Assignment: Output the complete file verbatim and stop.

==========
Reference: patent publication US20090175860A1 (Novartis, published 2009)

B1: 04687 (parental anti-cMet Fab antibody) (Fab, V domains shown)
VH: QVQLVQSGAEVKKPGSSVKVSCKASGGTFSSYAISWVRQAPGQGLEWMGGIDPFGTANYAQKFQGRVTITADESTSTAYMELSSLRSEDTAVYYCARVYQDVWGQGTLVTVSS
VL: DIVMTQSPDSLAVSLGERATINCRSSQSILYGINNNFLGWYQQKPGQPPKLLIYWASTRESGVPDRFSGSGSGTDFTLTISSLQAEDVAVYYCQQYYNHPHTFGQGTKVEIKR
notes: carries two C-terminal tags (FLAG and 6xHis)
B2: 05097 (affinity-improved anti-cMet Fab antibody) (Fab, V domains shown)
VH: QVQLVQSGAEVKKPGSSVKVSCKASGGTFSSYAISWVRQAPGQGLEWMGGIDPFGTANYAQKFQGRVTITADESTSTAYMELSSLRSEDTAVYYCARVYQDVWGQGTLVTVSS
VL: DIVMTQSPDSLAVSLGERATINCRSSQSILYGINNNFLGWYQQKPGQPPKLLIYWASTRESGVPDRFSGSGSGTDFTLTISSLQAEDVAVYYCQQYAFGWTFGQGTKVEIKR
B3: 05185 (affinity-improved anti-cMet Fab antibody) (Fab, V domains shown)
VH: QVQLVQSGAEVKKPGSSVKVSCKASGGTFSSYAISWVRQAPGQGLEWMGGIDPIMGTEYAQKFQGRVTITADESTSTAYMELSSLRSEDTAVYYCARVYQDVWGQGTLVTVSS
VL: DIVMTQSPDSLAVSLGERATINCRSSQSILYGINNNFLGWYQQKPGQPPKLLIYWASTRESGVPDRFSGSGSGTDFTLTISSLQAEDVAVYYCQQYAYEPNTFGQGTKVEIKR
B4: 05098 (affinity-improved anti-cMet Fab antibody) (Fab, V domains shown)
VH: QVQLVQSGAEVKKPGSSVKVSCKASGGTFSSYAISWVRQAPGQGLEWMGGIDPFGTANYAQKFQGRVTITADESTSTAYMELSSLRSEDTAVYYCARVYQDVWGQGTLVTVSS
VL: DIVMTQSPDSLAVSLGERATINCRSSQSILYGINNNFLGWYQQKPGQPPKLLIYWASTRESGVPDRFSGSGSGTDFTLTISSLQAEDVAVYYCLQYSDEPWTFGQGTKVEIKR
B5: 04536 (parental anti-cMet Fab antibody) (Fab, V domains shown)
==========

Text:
Reference: patent publication US20090175860A1 (Novartis, published 2009)

B1: 04687 (parental anti-cMet Fab antibody) (Fab, V domains shown)
VH: QVQLVQSGAEVKKPGSSVKVSCKASGGTFSSYAISWVRQAPGQGLEWMGGIDPFGTANYAQKFQGRVTITADESTSTAYMELSSLRSEDTAVYYCARVYQDVWGQGTLVTVSS
VL: DIVMTQSPDSLAVSLGERATINCRSSQSILYGINNNFLGWYQQKPGQPPKLLIYWASTRESGVPDRFSGSGSGTDFTLTISSLQAEDVAVYYCQQYYNHPHTFGQGTKVEIKR
notes: carries two C-terminal tags (FLAG and 6xHis)
B2: 05097 (affinity-improved anti-cMet Fab antibody) (Fab, V domains shown)
VH: QVQLVQSGAEVKKPGSSVKVSCKASGGTFSSYAISWVRQAPGQGLEWMGGIDPFGTANYAQKFQGRVTITADESTSTAYMELSSLRSEDTAVYYCARVYQDVWGQGTLVTVSS
VL: DIVMTQSPDSLAVSLGERATINCRSSQSILYGINNNFLGWYQQKPGQPPKLLIYWASTRESGVPDRFSGSGSGTDFTLTISSLQAEDVAVYYCQQYAFGWTFGQGTKVEIKR
B3: 05185 (affinity-improved anti-cMet Fab antibody) (Fab, V domains shown)
VH: QVQLVQSGAEVKKPGSSVKVSCKASGGTFSSYAISWVRQAPGQGLEWMGGIDPIMGTEYAQKFQGRVTITADESTSTAYMELSSLRSEDTAVYYCARVYQDVWGQGTLVTVSS
VL: DIVMTQSPDSLAVSLGERATINCRSSQSILYGINNNFLGWYQQKPGQPPKLLIYWASTRESGVPDRFSGSGSGTDFTLTISSLQAEDVAVYYCQQYAYEPNTFGQGTKVEIKR
B4: 05098 (affinity-improved anti-cMet Fab antibody) (Fab, V domains shown)
VH: QVQLVQSGAEVKKPGSSVKVSCKASGGTFSSYAISWVRQAPGQGLEWMGGIDPFGTANYAQKFQGRVTITADESTSTAYMELSSLRSEDTAVYYCARVYQDVWGQGTLVTVSS
VL: DIVMTQSPDSLAVSLGERATINCRSSQSILYGINNNFLGWYQQKPGQPPKLLIYWASTRESGVPDRFSGSGSGTDFTLTISSLQAEDVAVYYCLQYSDEPWTFGQGTKVEIKR
B5: 04536 (parental anti-cMet Fab antibody) (Fab, V domains shown)